* Won falls to weakest since March 1998
* Worries about local dollar-funding shortages weigh
* Risk aversion seen barring quick turnaround (Adds more analyst comment, banks)
SEOUL, Feb 27 (Reuters) - The won fell to an 11-year low on Friday on investor concern about a shortage of U.S. dollars in South Korea and analysts said risk aversion fuelled by the fragility of global financial system would impede any recovery.
Analysts conceded that some of the steps taken by the government of President Lee Myung-bak could help improve dollar funding in the long term but said that there was little the government could do to put an immediate halt to the selloff.
South Korea's massive dollar-selling intervention late last year had helped the won KRW= recover some momentum, but fears of defaults and balance of payments crises in eastern European this year have sapped investors confidence anew.
Investors are worried that the heightened risk aversion would make it extremely difficult for South Korea to tap into the global market to secure sufficient dollar funding to pay back maturing foreign debt.
“(The won is) just friendless at the moment, it’s unwanted. But I think most of the bad news is already in the price. I don’t think investors are taking sufficient encouragement and notice of the better numbers, such as on external debt,” said Patrick Bennett, a strategist at Societe Generale in Hong Kong.
“In an environment where risk appetite is low, you’re not seeing the flow that would help lead a recovery in the won.”
The won KRW= fell to as low as 1,542.9 per dollar, its weakest since March 1998, before recovering slightly to 1,534.8 by 0740 GMT on market talk of dollar-selling intervention by foreign exchange authorities in the afternoon.
Some analysts said South Korean authorities would have to intervene and sell dollars at least to stop the panicky sentiment from driving the won down further.
“South Korea could not, and should not, let confidence about the won fall at this time. It could lead to a self-fulfilling prophesy of a FX crisis,” said Daniel Soh, FX strategist at FORECAST Pte Ltd.
HEAVY FOREIGN DEBT
Seoul shares .KS11, which gained as much 2.09 percent earlier in the session, fell back as the won fell, closing up 0.78 percent.
South Korea said on Thursday it would exempt foreign investors from income and capital gains taxes on investment in local treasury bonds and monetary stabilisation bonds to lure more foreign capital into the country.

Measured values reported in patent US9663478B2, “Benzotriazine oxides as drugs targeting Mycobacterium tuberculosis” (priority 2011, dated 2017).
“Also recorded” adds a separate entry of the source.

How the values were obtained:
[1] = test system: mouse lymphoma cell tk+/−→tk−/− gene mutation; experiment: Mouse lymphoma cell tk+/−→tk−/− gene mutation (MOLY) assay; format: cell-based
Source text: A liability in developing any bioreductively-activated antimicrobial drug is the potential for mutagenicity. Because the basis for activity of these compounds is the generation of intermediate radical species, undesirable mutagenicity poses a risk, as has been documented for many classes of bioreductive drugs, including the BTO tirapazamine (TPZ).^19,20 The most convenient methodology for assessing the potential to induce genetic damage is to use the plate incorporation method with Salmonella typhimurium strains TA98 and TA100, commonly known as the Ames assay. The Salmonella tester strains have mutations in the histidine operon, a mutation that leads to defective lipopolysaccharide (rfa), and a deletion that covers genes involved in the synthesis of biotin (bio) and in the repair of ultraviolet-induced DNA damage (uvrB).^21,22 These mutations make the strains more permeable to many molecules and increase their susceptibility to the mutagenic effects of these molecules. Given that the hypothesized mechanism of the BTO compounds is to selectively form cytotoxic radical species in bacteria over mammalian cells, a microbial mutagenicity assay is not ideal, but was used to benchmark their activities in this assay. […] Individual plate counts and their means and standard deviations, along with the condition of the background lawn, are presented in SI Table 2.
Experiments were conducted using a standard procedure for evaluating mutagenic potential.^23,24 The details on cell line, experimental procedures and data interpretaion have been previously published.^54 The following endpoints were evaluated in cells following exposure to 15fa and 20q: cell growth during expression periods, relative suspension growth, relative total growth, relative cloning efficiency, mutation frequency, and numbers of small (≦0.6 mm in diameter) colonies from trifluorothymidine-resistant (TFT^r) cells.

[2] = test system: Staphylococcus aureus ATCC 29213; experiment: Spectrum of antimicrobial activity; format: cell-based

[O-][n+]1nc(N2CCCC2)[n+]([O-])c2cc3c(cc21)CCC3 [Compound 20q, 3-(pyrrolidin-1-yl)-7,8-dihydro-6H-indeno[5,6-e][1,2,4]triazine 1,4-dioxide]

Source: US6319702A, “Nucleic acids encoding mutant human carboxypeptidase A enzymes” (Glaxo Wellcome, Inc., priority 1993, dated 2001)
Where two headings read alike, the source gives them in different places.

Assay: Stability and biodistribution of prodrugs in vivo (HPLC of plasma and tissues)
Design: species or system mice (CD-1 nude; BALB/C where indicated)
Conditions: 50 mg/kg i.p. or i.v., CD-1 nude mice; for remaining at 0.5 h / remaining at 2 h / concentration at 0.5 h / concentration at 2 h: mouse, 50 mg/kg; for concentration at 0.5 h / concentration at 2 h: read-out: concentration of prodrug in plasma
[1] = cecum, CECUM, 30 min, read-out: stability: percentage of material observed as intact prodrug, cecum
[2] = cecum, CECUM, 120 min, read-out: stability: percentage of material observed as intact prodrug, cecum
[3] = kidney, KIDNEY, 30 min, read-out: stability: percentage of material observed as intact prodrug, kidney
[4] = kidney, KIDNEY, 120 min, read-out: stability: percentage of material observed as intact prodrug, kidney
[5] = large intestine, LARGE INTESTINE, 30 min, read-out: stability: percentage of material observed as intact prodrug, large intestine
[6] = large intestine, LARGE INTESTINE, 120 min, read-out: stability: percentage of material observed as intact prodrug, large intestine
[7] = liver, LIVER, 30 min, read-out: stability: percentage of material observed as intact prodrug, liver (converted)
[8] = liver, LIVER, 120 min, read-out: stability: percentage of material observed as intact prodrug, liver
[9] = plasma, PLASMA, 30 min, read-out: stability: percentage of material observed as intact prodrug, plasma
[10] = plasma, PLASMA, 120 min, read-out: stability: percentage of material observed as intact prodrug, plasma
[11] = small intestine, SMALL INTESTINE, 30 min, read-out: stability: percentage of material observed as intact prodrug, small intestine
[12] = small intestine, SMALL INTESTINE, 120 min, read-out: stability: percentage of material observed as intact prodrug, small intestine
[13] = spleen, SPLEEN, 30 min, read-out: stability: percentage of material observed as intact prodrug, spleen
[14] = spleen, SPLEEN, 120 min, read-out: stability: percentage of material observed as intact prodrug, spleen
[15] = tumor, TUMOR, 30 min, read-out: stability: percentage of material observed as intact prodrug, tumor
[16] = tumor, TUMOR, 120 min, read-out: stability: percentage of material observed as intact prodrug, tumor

The won’s drop came even after data showed on Friday that South Korea’s balance of payments surplus hit a near 2-year high in January as domestic investors sold off their foreign portfolio holdings and foreigners bought local shares. [ID:nSEO194004]
Banks in South Korea, including those run by foreigners, had $126.6 billion of foreign debt due this year as of the end of January, out of the total $182.3 billion worth, the government said Friday. [ID:nSEO212505]
South Korea has said its foreign currency reserves of more than $200 billion and currency swap arrangements sealed with the United States, Japan and China totalling some $90 billion were more than sufficient to cover any emergency situation.
It has also said it was not obliged to repay all the debts because some were owed by foreign banks and some others were linked to currency hedging by their corporate clients.
The won came under more pressure in recent months as evidence mounts that the heavily export-dependent economy will be hit especially hard by the financial and economic crisis.
South Korea’s government expects the economy to shrink by about 2 percent this year but analysts forecast a contraction of as much as 7 percent, which would be the sharpest fall since the country began industrialising nearly 40 years ago.
The government has offered about $100 billion worth of fiscal spending and tax cut plans and the central bank slashed interest rates by 3.25 percentage points in less than five months to lift domestic demand.
It also plans to pump some $13 billion into recapitalising local banks so that lenders can keep lending. The financial regulatory agency said late on Friday that 14 banks applied for a combined $8 billion in new capital. [ID:nSEO223054]
* For details on South Korean foreign debts, double-click [ID:nSEO48526] and [ID:nSEO129537]
* For a graphic on won and South Korean CDS trends, see: here
* For graphics on by-country breakdown of corporate bonds in Asia maturing 2009-2012 see here
* For analysts’ reaction, double-click [ID:nSEO124840] (Editing by Jonathan Hopfner & Kazunori Takada)
Our Standards: The Thomson Reuters Trust Principles.